Nutritional care after critical illness: A qualitative study of patients’ experiences

Judith L. Merriweather, Lisa Salisbury, Tim S. Walsh, Pam Smith

Research output: Contribution to journalArticlepeer-review

Abstract

Background
The present qualitative study aimed to explore the factors influencing nutritional recovery in patients after critical illness and to develop a model of care to improve current management of nutrition for this patient group.

Methods
Patients were recruited into the study on discharge from a general intensive care unit (ICU) of a large teaching hospital in central Scotland. Semi-structured interviews were carried out after discharge from the ICU, weekly for the duration of their ward stay, and at 3 months post ICU discharge. Observations of ward practice were undertaken thrice weekly for the duration of the ward stay.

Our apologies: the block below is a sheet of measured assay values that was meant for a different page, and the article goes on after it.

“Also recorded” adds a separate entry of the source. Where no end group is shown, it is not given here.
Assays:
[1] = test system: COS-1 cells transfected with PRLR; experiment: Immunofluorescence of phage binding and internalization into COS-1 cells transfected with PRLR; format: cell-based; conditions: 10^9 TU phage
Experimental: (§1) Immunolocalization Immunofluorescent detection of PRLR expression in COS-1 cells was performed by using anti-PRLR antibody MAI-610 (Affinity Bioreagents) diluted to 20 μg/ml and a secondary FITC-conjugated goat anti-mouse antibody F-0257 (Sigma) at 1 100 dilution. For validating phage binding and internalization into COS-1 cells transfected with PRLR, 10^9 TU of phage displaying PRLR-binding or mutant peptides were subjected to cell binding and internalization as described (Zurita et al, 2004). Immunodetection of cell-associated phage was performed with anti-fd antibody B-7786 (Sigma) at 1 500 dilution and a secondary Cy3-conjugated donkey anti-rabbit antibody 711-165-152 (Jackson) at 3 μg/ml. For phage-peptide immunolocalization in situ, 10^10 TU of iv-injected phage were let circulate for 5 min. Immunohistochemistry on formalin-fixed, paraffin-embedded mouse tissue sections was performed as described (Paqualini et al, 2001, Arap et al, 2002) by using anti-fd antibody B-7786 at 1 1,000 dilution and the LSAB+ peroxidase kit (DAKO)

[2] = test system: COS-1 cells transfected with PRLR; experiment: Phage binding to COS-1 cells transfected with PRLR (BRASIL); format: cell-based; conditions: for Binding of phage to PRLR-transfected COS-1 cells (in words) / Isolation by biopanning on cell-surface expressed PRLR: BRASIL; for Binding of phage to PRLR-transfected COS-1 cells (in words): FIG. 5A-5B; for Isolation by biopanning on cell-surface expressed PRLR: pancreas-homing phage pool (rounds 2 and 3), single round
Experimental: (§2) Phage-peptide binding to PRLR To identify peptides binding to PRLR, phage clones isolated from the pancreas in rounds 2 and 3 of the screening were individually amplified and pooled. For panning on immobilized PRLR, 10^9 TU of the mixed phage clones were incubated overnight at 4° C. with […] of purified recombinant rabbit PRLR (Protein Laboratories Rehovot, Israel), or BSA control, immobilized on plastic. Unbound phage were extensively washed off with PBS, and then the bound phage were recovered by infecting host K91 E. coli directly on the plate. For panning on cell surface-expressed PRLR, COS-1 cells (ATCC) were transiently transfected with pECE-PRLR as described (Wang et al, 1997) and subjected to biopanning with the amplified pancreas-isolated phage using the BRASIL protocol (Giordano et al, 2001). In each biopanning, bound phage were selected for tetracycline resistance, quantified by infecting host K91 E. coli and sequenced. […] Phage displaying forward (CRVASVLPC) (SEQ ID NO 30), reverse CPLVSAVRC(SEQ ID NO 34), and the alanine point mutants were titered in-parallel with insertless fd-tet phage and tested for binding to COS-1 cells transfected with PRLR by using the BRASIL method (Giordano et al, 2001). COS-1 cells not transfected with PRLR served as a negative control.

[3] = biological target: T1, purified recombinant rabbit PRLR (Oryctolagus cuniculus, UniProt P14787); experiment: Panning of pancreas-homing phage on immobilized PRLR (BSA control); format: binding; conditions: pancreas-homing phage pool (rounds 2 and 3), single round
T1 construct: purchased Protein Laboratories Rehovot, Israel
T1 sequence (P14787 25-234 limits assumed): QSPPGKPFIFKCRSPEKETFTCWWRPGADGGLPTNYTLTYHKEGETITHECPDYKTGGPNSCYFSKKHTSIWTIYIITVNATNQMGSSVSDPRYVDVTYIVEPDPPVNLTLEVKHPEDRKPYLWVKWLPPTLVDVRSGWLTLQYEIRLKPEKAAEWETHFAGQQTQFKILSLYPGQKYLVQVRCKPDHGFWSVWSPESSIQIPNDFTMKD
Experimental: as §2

Results
Seventeen patients were recruited into the study and, using a grounded theory approach, ‘inter-related system breakdowns during the nutritional recovery process’ emerged as the overarching core category that influenced patients’ experiences of eating after critical illness. This encompassed the categories, ‘experiencing a dysfunctional body’, ‘experiencing socio-cultural changes in relation to eating’ and ‘encountering nutritional care delivery failures’.

Conclusions
The findings from the present study provide a unique contribution to knowledge by offering important insights into patients’ experiences of eating after critical illness. The study has identified numerous nutritional problems and raises questions about the efficacy of current nutritional management in this patient group. Adopting a more individualised approach to nutritional care could ameliorate the nutritional issues experienced by post ICU patients. This will be evaluated in future work.
Original languageEnglish
Pages (from-to)127-136
Number of pages10
JournalJournal of Human Nutrition and Dietetics
Volume29
Issue number2
Early online date18 Dec 2014
DOIs
Publication statusPublished - Apr 2016

Keywords

  • critical care
  • grounded theory
  • interviews
  • nutritional care
  • observations

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